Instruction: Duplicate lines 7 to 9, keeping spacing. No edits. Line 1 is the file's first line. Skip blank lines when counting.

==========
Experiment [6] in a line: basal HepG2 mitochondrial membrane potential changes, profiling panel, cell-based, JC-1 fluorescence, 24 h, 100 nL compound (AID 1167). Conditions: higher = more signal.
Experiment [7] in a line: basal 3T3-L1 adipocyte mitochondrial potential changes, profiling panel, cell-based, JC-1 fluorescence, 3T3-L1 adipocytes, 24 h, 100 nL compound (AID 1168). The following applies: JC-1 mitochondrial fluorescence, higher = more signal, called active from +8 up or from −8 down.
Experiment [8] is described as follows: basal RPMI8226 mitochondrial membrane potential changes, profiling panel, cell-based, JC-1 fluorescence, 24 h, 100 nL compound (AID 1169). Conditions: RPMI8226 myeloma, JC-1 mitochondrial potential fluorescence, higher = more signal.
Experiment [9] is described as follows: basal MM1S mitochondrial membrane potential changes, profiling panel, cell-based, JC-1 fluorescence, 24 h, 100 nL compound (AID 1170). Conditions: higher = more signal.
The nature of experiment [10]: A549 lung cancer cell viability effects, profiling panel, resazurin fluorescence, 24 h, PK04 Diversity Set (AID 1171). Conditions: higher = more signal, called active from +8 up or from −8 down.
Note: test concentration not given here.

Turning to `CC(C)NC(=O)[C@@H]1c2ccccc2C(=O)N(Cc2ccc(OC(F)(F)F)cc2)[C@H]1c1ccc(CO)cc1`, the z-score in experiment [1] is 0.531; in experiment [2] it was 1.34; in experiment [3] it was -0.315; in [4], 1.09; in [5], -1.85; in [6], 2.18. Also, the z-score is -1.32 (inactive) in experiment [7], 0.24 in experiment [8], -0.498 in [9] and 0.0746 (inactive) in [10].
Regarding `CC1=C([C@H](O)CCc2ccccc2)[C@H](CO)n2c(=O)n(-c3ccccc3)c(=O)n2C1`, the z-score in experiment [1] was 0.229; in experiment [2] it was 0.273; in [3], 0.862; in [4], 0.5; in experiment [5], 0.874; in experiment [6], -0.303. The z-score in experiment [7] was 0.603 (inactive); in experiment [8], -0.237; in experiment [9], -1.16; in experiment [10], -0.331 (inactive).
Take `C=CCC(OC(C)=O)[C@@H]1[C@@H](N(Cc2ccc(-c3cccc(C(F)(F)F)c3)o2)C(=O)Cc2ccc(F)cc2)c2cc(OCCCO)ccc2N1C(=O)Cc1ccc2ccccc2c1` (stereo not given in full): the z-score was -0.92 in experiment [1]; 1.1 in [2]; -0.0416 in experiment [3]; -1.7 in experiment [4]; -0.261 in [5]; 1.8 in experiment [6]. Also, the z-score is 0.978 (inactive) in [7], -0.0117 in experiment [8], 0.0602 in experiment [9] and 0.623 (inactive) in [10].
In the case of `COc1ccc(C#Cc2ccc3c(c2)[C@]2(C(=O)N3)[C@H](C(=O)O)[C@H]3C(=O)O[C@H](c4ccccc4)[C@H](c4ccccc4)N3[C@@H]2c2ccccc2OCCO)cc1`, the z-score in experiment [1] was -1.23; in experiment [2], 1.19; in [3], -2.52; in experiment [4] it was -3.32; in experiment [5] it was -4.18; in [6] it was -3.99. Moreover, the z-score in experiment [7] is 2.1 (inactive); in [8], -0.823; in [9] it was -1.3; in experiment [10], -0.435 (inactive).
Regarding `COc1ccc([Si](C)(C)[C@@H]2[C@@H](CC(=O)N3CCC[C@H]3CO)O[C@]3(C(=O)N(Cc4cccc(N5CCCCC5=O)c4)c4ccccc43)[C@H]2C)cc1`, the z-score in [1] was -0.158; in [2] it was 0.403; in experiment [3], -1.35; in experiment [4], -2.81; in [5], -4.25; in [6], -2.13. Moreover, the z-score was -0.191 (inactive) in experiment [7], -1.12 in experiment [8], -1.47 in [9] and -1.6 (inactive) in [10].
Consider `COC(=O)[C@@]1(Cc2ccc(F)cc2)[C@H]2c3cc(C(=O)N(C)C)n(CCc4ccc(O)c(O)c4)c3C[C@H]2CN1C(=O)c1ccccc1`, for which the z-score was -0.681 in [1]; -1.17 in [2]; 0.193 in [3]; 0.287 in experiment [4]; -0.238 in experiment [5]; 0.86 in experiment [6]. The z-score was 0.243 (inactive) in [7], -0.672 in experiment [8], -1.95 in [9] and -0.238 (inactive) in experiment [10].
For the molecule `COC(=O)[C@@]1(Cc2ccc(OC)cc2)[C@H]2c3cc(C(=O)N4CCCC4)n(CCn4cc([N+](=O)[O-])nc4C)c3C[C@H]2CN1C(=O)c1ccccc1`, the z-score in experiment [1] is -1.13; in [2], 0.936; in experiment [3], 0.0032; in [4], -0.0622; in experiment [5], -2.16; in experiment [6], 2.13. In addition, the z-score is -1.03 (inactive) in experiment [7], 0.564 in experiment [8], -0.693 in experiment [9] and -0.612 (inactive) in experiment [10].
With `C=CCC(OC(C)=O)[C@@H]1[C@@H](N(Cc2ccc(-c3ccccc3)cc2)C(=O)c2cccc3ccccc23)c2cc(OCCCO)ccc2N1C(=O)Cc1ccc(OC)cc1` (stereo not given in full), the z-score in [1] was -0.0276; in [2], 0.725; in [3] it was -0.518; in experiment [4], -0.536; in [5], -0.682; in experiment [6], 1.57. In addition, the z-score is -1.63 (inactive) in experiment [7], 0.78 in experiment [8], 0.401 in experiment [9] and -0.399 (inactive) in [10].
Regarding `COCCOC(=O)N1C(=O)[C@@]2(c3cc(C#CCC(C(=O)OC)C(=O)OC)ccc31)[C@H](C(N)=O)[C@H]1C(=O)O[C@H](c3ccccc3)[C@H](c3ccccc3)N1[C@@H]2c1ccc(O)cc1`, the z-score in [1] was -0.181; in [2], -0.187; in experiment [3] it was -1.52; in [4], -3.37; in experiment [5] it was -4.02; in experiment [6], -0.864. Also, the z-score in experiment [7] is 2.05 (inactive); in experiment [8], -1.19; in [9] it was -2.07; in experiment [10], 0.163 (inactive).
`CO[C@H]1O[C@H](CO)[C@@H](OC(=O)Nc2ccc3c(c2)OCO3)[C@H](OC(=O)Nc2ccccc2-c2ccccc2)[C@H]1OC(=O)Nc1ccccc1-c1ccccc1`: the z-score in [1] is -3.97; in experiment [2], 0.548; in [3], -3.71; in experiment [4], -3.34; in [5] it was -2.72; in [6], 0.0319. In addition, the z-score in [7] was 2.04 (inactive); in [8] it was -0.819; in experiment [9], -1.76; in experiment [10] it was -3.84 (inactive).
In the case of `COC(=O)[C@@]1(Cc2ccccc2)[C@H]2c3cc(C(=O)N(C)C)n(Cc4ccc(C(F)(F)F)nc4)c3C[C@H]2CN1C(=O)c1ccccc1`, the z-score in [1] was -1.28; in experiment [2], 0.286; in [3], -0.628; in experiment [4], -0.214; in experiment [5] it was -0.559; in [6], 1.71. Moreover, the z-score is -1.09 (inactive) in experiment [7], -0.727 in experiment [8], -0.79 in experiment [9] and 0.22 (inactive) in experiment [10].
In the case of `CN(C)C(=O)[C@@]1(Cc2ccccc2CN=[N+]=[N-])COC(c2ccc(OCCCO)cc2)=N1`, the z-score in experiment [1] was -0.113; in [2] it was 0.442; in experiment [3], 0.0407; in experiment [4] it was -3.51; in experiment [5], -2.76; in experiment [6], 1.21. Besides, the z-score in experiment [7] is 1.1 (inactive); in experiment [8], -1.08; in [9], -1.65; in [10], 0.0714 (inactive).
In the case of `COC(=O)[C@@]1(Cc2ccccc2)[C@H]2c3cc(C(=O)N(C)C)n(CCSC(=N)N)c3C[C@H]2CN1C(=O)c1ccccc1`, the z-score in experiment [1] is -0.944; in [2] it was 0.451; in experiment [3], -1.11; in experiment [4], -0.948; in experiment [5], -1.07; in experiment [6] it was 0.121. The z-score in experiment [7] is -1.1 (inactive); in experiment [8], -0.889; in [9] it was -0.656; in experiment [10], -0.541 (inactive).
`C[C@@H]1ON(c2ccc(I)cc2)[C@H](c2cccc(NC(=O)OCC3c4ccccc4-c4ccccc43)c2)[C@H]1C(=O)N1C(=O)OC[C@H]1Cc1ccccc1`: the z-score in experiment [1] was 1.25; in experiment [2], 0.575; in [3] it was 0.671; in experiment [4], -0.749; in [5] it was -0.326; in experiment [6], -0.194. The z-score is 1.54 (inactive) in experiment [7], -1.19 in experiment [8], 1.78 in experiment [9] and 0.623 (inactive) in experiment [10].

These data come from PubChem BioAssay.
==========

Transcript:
Turning to `CC(C)NC(=O)[C@@H]1c2ccccc2C(=O)N(Cc2ccc(OC(F)(F)F)cc2)[C@H]1c1ccc(CO)cc1`, the z-score in experiment [1] is 0.531; in experiment [2] it was 1.34; in experiment [3] it was -0.315; in [4], 1.09; in [5], -1.85; in [6], 2.18. Also, the z-score is -1.32 (inactive) in experiment [7], 0.24 in experiment [8], -0.498 in [9] and 0.0746 (inactive) in [10].
Regarding `CC1=C([C@H](O)CCc2ccccc2)[C@H](CO)n2c(=O)n(-c3ccccc3)c(=O)n2C1`, the z-score in experiment [1] was 0.229; in experiment [2] it was 0.273; in [3], 0.862; in [4], 0.5; in experiment [5], 0.874; in experiment [6], -0.303. The z-score in experiment [7] was 0.603 (inactive); in experiment [8], -0.237; in experiment [9], -1.16; in experiment [10], -0.331 (inactive).
Take `C=CCC(OC(C)=O)[C@@H]1[C@@H](N(Cc2ccc(-c3cccc(C(F)(F)F)c3)o2)C(=O)Cc2ccc(F)cc2)c2cc(OCCCO)ccc2N1C(=O)Cc1ccc2ccccc2c1` (stereo not given in full): the z-score was -0.92 in experiment [1]; 1.1 in [2]; -0.0416 in experiment [3]; -1.7 in experiment [4]; -0.261 in [5]; 1.8 in experiment [6]. Also, the z-score is 0.978 (inactive) in [7], -0.0117 in experiment [8], 0.0602 in experiment [9] and 0.623 (inactive) in [10].